• Check out our Craft Spaces Pinterest board for more storage ideas.

Keep Your Favorites and Find New Homes for the Rest

  • What if your collection has gotten too big for your space? Rotate through your garments, keeping some in deeper storage and the rest more accesible.
  • Weed out the items you no longer wear or use. Find another home for them or put them in your giveaway pile. But take pictures first of your work if you haven’t done so already.
  • Sometimes when you finish a project, it doesn’t turn out like you wanted it to. Don’t get frustrated. Save it for your next yarn swap and include a finished project swap too!

Do you have any other tips for storing and organizing your finished work?

- Dena

Substituting is Hard to Do

Tuesday, October 28th, 2008
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I was really thrilled when this showed up at the shop last week:

There are two reasons – well make that three.  First, I love Storey Publishing’s series of One Skein books.  Secondly (and consider this the full disclosure portion of this post), there are several WEBS staffers (current and former) who have projects in the book, along with a couple of other industry friends.  Congratulations to you all.  Thirdly, I have a wee little projected included as well!

Just a sweet little baby hat, knit using a bulky yarn.  I chose to use Fibre Company’s Pemaquid.  It’s a yarn we’ve carried for awhile and I’ve always been enamored with it.  I selected it because I wanted to use a chunky yarn -I knew there would be lots of stunning lace projects and gorgeous socks and just wanted to be a little different.  The pattern itself is simple and I even incorporated some beads on the tassel.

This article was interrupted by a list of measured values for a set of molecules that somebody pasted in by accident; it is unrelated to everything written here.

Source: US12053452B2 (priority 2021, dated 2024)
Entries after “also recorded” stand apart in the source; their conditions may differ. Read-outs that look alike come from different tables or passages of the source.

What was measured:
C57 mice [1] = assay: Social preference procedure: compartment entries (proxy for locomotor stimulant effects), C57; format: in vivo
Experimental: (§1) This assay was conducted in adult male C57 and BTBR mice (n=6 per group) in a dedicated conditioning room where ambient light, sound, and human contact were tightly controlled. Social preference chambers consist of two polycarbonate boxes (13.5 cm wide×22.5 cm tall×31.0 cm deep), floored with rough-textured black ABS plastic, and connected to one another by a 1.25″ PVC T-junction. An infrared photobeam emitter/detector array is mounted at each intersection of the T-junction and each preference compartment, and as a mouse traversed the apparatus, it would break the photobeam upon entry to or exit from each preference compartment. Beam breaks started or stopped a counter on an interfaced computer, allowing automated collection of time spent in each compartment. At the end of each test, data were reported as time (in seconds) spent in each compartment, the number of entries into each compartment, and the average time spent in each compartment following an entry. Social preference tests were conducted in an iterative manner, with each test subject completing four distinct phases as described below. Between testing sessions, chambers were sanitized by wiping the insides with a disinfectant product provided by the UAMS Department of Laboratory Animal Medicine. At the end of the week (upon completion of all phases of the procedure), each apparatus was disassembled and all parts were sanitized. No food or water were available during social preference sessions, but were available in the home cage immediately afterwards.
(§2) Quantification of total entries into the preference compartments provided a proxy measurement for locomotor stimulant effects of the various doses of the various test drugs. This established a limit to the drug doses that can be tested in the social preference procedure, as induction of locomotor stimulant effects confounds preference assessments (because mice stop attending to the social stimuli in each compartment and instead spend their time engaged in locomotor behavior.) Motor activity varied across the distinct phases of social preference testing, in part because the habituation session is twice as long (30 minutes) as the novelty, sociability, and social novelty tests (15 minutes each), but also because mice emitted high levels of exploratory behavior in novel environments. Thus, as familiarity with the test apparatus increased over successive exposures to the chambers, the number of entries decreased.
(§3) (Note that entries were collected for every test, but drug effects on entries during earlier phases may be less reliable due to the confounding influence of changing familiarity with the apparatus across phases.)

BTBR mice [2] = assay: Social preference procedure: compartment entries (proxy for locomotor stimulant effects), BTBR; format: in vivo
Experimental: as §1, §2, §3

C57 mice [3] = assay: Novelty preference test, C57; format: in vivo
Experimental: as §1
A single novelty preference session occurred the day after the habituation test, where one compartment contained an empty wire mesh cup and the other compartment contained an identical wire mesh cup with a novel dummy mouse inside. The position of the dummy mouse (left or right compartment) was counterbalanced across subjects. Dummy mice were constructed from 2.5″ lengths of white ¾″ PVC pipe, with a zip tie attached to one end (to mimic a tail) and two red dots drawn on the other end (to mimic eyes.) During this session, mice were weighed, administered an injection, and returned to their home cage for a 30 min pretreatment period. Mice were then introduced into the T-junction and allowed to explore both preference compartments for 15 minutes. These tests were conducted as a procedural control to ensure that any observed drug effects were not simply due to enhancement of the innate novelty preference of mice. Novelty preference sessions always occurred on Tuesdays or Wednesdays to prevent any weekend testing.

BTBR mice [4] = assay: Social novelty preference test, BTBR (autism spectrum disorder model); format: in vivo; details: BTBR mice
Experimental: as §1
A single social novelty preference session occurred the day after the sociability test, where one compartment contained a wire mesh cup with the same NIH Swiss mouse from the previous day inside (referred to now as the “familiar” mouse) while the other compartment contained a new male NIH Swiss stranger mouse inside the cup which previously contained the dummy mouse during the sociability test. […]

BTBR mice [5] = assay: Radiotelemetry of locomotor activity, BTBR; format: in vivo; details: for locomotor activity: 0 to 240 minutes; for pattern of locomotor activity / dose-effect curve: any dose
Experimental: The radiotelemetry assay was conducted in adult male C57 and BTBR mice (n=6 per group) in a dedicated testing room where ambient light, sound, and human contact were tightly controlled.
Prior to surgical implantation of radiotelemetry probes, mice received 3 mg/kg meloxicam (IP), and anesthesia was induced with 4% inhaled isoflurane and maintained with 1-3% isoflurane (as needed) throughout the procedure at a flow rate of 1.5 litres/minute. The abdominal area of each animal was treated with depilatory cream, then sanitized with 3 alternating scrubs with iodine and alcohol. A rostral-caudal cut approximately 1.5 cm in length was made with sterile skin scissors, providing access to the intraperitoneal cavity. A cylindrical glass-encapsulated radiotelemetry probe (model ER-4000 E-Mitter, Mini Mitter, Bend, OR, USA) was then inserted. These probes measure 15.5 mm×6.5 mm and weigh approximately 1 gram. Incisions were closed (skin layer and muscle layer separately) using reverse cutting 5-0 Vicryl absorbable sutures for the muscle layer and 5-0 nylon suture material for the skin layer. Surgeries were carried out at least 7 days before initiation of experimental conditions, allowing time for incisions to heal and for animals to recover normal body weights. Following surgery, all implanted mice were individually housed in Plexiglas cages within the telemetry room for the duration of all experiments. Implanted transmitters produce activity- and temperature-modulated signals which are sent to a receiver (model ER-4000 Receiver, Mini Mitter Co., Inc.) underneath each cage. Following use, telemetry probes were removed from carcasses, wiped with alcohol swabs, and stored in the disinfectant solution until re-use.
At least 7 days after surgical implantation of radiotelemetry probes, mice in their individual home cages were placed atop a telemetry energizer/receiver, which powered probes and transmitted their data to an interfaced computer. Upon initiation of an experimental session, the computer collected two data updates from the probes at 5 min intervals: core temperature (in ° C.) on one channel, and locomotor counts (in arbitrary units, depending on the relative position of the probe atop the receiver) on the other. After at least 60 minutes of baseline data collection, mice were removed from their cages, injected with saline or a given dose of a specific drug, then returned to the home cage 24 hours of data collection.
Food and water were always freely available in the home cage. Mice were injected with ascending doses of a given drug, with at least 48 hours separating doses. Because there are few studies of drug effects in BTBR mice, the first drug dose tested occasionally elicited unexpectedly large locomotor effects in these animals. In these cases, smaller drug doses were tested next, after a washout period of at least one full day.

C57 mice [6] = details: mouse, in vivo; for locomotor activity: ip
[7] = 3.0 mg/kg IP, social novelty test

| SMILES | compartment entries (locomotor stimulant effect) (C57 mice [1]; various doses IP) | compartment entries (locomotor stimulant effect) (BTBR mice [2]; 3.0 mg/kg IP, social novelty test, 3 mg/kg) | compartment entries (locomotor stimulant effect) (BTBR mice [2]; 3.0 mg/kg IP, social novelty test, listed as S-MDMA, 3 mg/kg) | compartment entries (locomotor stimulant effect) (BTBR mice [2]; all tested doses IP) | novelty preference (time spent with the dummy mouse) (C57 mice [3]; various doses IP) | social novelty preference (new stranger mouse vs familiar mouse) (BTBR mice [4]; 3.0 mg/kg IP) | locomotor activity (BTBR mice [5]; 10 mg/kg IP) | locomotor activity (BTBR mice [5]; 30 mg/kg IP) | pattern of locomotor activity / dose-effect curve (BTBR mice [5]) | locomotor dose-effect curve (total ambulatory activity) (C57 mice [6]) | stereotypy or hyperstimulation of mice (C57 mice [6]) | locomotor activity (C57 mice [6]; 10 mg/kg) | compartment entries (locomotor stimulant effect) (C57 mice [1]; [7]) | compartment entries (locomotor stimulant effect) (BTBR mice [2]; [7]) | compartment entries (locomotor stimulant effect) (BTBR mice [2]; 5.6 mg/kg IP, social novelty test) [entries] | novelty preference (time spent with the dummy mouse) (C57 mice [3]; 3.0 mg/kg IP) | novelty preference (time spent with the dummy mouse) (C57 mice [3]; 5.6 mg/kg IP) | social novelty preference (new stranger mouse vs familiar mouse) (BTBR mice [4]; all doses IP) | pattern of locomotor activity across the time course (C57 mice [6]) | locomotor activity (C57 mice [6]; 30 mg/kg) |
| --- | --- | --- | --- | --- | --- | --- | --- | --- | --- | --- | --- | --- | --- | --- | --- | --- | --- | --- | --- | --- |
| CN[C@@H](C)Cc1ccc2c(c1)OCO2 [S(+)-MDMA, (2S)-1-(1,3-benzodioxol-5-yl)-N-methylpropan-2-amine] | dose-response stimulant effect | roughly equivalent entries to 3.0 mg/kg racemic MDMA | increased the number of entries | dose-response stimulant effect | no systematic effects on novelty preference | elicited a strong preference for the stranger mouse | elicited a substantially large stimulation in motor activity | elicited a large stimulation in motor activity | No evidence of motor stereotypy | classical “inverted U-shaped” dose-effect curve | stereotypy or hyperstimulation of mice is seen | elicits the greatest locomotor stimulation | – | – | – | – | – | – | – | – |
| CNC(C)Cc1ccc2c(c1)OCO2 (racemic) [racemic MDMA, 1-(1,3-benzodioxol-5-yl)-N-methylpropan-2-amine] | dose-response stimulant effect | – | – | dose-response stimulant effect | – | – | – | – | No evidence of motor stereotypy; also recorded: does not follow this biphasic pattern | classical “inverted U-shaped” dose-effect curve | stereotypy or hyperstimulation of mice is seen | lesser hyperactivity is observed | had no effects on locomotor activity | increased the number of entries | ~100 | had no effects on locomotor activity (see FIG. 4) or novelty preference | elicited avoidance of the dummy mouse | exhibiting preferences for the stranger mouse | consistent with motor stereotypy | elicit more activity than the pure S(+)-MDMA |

While waiting for the book to come out, one of the worst things that can happen to someone who has used a yarn in a project that has been accepted for publication happened.  I found out the yarn was discontinued.  UGH!  How did I let this happen to me?  I own a yarn store!  I speak with the yarn vendors all the time!  I made the fatal error that sometimes happens to designers.  I fell for the yarn.  Head over heels, I-must-have-you- and-nobody-else-but-you, in love.  I just had to knit with it!

Rather than be practical and make a quick call or send an email to double check and say “Hey, Pemaquid’s solid for the next couple of seasons, right?” I let the yarn fumes get to me.  I basked in the glory of swatching, knitting a bit, frogging, knitting some more, etc., until the wee little hat was done.  For what it’s worth, the yarn did behave well during the process.  I was a little worried, given its content (60% baby alpaca/30% merino/10% soy) and the fact that it’s loosely spun,  that it might not hold up to the frogging, but it did so quite nicely.  So, there is my hat in the brand new book.  Now, I must find a substitute.